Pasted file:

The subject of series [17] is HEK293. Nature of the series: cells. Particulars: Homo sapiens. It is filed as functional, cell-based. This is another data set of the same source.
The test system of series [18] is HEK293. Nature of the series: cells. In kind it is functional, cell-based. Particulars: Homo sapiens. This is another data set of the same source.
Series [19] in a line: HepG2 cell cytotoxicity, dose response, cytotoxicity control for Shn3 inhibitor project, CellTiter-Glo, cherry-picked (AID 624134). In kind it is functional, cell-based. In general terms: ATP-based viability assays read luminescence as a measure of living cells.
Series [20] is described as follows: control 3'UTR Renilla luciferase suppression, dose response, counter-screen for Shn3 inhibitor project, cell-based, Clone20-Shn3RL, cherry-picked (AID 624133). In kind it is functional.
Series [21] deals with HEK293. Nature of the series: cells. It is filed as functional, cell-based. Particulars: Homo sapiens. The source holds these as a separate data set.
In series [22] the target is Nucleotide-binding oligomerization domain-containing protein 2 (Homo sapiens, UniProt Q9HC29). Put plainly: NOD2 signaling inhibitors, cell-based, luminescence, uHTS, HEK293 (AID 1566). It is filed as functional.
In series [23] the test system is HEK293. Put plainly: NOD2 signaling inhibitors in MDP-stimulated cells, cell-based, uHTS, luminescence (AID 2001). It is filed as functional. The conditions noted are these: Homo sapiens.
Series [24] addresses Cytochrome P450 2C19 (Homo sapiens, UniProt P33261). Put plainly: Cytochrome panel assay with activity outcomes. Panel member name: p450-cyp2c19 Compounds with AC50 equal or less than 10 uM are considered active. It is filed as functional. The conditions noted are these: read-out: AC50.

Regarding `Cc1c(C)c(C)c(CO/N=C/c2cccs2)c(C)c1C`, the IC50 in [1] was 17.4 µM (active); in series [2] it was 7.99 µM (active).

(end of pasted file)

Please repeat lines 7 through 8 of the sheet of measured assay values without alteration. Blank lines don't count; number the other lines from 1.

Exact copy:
In series [23] the test system is HEK293. Put plainly: NOD2 signaling inhibitors in MDP-stimulated cells, cell-based, uHTS, luminescence (AID 2001). It is filed as functional. The conditions noted are these: Homo sapiens.
Series [24] addresses Cytochrome P450 2C19 (Homo sapiens, UniProt P33261). Put plainly: Cytochrome panel assay with activity outcomes. Panel member name: p450-cyp2c19 Compounds with AC50 equal or less than 10 uM are considered active. It is filed as functional. The conditions noted are these: read-out: AC50.